India’s Movement Towards A Cashless Economy: An Analysis

India, is a land of contradictions and the best example of this would be the existence of two different worlds in the same nation: India and Bharat.

While, India is tech and Internet savvy, our Bharat is far behind. It even lacks the basic amenities. While India is talking about bullet trains and hyper-loops, one can still find people earning their livelihood from cycle-rickshaws in ‘Bharat’.  Given such a wide spectrum of disparity, the fact that 90% of our workforce is in the unorganized sector, comes as no shock.


Organized vs unorganized

And amidst all these disparities, Prime Minister Modi announced the demonetization of Rs. 500 and Rs. 1000 notes. The demonetization step has had both positive and negative impacts on the economy. While many see ‘curbing black money’ as the main goal of the demonetization process, they miss out on the most obvious result, which is – financial inclusion and shift towards a cashless economy.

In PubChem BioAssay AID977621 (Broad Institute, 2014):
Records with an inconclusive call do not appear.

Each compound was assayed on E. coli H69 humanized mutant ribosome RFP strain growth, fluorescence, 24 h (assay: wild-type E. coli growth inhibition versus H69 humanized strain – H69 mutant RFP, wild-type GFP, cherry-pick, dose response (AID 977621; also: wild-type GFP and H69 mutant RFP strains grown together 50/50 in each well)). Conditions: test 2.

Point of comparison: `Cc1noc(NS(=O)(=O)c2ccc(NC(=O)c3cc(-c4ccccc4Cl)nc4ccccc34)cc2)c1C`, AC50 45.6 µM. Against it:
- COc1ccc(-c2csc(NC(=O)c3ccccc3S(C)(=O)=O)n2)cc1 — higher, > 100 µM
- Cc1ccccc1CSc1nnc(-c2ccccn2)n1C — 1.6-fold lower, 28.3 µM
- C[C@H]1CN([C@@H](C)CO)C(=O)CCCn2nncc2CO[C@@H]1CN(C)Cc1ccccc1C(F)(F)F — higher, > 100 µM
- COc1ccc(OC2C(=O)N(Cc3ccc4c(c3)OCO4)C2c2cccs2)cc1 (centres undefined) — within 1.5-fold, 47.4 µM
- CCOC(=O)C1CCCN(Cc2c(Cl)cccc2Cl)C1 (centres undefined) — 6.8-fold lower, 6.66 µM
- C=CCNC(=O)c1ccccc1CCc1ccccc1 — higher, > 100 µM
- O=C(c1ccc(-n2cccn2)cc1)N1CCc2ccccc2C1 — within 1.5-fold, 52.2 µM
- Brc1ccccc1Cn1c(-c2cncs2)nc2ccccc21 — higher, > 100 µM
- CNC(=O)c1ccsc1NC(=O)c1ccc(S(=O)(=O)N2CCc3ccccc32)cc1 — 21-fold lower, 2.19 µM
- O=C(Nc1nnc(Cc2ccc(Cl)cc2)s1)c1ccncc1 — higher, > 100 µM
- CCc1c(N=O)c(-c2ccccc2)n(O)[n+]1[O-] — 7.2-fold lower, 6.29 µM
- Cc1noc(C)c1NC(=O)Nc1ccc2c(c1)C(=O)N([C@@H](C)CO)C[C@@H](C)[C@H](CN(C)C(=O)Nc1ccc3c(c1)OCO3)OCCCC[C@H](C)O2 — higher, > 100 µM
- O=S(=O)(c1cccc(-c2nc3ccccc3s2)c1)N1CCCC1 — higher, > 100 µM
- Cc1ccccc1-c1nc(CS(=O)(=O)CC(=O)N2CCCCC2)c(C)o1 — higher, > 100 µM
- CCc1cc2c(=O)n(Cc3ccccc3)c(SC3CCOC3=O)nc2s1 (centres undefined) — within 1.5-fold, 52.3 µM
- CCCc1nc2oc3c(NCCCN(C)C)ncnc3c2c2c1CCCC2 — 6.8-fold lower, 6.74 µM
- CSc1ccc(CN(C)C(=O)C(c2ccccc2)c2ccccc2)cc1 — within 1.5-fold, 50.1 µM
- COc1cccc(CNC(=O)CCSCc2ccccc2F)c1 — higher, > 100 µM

How Did Demonetization Give India A Nudge Towards Being A Cashless Economy?

Let’s just say that the following data speaks for itself.

Paytm witnessed 5 million daily usage post demonetization as against their average transaction of three million. It also registered 700% increase in overall traffic, and 1000% growth in the amount of money added to its account in the first two days itself.
Similarly, ‘Ola Money’ registered 1500% increase it its e-wallet.
India Is A Cash Obsessed Economy

The Indian economy is cash based. So much, that, MNCs like Amazon had to incorporate ‘cash on delivery’, just to be able to tap into the Indian market.

The rate of cash to GDP is the highest, i.e. 12.42% in India. Whereas, other large economies have average cash to GDP ratio of 5%. In fact, in the year 2015, 78% of all consumer payments were in cash in India, whereas in US, it was 20% and in UK it was 25%.
India is the 4th largest user of cash in the world. And in this era of technology, this is not only backward, but also unscientific and ‘un’-economic.
Why Is Moving Towards A Cashless Economy Important?